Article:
5 References to actual teaching materials in this essay were obtained in nonseminary-library locations, including the archives of the Morehouse Barlow Publishing Co. and the personal library of a clergyman long active in Christian education, my husband, the Reverend David M. Gillespie.
6 Interview, the Reverend Edward Stiess, professor of pastoral theology, Episcopal Theological School, Cambridge, Mass., June 1985.
7 Kendig Cully, ed.: The Episcopal Church and Education. N.Y.: Morehouse Barlow, 1966, intro.
8 Having a parish-based Christian education program at all was totally at the discretion of the local parish, though frequently the initiative to establish such was taken by lay parishioners, often women. A few bishops in the 1820s and 1830s perceived Sabbath school as the necessary evangelical outreach of the church and promoted it in those terms – Meade of Virginia, Hobart of New York.
9 Fredrica Harris Thompsett, “Exploring a Corporate Theology” in Ministry Development Journal #8 1985, pages 9-13.
10 Clifton H. Brewer, Later Episcopal Sunday Schools N.Y.: Morehouse Gorham, 1939, p. 140.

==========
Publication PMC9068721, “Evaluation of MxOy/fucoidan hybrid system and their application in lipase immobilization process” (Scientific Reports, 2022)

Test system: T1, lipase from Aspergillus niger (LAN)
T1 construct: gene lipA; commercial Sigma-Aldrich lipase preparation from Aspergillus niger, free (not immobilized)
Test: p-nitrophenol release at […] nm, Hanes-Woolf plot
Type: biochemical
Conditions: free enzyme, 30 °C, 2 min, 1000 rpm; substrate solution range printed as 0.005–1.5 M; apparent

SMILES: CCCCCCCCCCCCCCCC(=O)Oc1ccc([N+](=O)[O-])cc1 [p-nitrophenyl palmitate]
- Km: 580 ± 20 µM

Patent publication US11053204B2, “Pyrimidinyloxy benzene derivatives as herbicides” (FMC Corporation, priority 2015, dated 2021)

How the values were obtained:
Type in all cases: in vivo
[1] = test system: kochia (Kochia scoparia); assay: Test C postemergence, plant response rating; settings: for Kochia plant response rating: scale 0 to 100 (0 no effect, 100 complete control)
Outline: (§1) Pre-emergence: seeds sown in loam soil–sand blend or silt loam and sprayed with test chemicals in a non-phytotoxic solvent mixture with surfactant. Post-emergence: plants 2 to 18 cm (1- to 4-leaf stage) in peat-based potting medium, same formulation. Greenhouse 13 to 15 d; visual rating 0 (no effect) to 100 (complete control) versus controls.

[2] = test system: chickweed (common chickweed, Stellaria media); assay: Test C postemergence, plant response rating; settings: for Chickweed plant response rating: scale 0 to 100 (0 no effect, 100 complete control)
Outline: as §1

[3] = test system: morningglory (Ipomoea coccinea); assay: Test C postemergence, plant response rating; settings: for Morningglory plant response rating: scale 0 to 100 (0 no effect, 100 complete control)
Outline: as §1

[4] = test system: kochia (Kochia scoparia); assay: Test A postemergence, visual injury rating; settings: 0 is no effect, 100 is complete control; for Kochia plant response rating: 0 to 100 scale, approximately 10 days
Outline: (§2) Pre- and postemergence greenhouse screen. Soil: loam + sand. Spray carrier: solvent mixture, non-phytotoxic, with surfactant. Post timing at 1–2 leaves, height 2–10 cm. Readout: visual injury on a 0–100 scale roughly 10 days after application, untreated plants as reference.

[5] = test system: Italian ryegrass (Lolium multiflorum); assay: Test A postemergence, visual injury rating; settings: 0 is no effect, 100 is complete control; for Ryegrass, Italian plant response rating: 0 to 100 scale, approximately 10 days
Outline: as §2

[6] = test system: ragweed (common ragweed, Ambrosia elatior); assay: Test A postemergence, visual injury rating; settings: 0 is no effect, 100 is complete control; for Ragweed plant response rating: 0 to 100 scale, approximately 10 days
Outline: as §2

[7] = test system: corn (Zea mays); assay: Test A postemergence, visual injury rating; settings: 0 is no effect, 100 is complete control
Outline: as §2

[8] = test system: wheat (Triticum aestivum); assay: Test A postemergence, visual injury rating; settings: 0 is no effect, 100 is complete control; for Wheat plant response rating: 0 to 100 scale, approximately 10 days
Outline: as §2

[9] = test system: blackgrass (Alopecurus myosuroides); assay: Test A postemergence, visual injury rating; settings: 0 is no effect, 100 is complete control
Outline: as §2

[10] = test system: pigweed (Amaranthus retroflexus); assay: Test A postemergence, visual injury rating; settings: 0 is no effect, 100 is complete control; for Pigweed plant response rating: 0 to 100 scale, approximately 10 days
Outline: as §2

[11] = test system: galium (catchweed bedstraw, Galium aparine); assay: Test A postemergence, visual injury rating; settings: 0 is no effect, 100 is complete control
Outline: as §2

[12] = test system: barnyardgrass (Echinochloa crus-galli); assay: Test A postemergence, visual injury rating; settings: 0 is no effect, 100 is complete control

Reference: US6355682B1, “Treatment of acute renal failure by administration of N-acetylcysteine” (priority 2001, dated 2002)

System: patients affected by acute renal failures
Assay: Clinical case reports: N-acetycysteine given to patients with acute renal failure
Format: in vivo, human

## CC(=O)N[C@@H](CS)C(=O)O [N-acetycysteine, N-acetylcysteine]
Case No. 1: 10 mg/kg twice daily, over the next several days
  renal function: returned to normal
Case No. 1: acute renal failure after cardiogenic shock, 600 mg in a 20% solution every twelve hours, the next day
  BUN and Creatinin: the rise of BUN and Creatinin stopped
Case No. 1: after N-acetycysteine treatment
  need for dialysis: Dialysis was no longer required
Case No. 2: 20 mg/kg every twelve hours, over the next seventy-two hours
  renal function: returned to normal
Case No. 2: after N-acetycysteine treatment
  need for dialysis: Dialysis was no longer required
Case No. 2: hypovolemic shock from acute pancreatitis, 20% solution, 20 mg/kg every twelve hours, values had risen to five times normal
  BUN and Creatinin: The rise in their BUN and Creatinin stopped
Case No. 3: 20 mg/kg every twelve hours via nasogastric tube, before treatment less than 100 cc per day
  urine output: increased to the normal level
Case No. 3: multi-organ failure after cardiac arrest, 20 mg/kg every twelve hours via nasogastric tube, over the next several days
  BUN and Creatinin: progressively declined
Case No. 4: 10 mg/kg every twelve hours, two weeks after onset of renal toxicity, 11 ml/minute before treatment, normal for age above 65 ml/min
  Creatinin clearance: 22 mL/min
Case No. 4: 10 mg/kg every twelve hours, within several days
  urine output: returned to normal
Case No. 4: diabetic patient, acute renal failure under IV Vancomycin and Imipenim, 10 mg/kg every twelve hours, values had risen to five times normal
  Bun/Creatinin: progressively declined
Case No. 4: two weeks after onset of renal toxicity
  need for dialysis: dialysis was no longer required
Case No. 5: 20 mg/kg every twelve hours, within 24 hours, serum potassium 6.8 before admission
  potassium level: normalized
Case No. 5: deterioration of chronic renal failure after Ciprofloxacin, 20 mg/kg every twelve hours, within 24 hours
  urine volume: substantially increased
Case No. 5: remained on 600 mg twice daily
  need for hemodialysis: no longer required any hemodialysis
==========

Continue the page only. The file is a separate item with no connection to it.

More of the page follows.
11 This statement was made by Ronald Barlow, president, Morehouse Barlow Publishing Co., telephone interview June 10, 1986. Interesting organizational and cultural factors remain to be analyzed about the unique relationship maintained over the years between the Morehouse Publishing Co. and the institutional church.
12 Susman, Culture as History, p. 185.
13 Susman, Culture as History: These descriptions are widely used, although I am specifically referring to Warren Susman’s understanding of them.
14 Popular preacher Harry Emerson Fosdick was a key figure in this alignment of popular religion and popular psychology, according to his biographer. See Note 26. Dale Carnegie’s How to Win Friends and Influence People was an instant bestseller, treated as “gospel,” from 1936 on. The positive use of “therapy” today, even as a word by a disc jockey – as a recommendation for a certain type of music – illustrates the breadth or range at which this concept has been assimilated.
15 A recent Ph.D. thesis in Christian education 1986, studying adult Bible-study groups, found that the majority of respondents evidenced most ease with a personal/psychological perspective on Bible study, or with a fundamental/didactic approach – but in contrast even seminary-trained adults found a historical/critical perspective (the once-prevailing foundation to Bible study) difficult or impossible to use. [The Effect of Adults Bible Study on the Development of Cognitive Tolerance of Ambiguity, Patricia Page, New York University, 1986.]